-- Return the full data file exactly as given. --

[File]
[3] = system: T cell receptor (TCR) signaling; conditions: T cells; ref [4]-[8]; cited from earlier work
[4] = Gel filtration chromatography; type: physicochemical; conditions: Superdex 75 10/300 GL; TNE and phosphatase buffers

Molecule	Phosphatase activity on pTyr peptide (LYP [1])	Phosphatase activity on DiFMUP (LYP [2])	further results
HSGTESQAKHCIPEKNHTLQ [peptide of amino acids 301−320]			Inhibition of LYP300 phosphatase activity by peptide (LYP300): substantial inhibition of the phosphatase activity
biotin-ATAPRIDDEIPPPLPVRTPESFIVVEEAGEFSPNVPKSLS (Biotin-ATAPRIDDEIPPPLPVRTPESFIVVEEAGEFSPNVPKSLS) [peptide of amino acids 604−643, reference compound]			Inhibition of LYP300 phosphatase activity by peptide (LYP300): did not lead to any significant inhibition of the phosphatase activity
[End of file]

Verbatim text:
[3] = system: T cell receptor (TCR) signaling; conditions: T cells; ref [4]-[8]; cited from earlier work
[4] = Gel filtration chromatography; type: physicochemical; conditions: Superdex 75 10/300 GL; TNE and phosphatase buffers

Molecule	Phosphatase activity on pTyr peptide (LYP [1])	Phosphatase activity on DiFMUP (LYP [2])	further results
HSGTESQAKHCIPEKNHTLQ [peptide of amino acids 301−320]			Inhibition of LYP300 phosphatase activity by peptide (LYP300): substantial inhibition of the phosphatase activity
biotin-ATAPRIDDEIPPPLPVRTPESFIVVEEAGEFSPNVPKSLS (Biotin-ATAPRIDDEIPPPLPVRTPESFIVVEEAGEFSPNVPKSLS) [peptide of amino acids 604−643, reference compound]			Inhibition of LYP300 phosphatase activity by peptide (LYP300): did not lead to any significant inhibition of the phosphatase activity